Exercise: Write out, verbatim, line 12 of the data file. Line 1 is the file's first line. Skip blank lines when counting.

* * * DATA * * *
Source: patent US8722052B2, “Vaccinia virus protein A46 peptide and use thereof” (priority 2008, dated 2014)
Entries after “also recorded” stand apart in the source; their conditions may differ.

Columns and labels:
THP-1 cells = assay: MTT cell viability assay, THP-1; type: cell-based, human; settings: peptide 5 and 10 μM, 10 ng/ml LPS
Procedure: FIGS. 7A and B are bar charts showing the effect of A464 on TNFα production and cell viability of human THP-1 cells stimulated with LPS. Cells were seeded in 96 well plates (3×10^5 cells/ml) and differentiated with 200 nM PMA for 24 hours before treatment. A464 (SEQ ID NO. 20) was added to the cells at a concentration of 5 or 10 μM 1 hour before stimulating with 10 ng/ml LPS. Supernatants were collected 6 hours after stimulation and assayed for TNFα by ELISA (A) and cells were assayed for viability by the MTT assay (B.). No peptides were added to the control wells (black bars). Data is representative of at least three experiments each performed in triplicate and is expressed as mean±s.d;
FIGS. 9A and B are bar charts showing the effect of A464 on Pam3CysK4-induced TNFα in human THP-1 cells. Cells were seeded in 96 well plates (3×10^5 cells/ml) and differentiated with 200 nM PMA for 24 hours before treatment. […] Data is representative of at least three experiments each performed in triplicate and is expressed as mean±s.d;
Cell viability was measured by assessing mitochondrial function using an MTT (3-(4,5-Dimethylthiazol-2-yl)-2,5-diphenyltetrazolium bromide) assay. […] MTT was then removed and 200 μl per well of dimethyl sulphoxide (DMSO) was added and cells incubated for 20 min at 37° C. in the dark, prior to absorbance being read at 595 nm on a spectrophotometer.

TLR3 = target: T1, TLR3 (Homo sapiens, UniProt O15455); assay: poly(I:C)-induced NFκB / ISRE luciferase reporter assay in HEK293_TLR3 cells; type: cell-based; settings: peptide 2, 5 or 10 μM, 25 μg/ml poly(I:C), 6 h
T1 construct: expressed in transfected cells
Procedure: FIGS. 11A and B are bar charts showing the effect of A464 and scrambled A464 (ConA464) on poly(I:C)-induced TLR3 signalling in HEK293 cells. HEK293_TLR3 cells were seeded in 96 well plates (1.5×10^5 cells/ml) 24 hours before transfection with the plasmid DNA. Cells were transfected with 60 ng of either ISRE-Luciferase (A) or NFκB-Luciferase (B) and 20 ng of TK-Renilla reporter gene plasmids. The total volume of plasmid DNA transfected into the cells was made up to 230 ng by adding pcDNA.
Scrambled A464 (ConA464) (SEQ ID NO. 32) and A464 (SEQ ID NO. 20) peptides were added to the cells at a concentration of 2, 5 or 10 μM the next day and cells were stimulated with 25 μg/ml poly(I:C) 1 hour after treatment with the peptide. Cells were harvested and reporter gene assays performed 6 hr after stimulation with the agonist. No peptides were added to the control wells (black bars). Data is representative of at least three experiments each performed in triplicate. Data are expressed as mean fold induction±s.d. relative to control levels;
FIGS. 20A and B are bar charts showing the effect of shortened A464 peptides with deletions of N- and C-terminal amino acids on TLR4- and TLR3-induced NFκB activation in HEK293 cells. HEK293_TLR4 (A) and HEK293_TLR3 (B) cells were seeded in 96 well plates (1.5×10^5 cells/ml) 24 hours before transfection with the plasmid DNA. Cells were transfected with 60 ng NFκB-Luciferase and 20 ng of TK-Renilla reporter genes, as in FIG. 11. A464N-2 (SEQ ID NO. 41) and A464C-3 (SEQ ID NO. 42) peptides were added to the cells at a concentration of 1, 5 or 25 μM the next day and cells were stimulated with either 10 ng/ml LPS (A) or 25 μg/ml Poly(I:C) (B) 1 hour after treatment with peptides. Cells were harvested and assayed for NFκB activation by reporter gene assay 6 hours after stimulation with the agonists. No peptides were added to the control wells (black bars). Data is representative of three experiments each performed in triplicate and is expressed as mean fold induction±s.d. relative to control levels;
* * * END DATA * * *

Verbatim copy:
FIGS. 20A and B are bar charts showing the effect of shortened A464 peptides with deletions of N- and C-terminal amino acids on TLR4- and TLR3-induced NFκB activation in HEK293 cells. HEK293_TLR4 (A) and HEK293_TLR3 (B) cells were seeded in 96 well plates (1.5×10^5 cells/ml) 24 hours before transfection with the plasmid DNA. Cells were transfected with 60 ng NFκB-Luciferase and 20 ng of TK-Renilla reporter genes, as in FIG. 11. A464N-2 (SEQ ID NO. 41) and A464C-3 (SEQ ID NO. 42) peptides were added to the cells at a concentration of 1, 5 or 25 μM the next day and cells were stimulated with either 10 ng/ml LPS (A) or 25 μg/ml Poly(I:C) (B) 1 hour after treatment with peptides. Cells were harvested and assayed for NFκB activation by reporter gene assay 6 hours after stimulation with the agonists. No peptides were added to the control wells (black bars). Data is representative of three experiments each performed in triplicate and is expressed as mean fold induction±s.d. relative to control levels;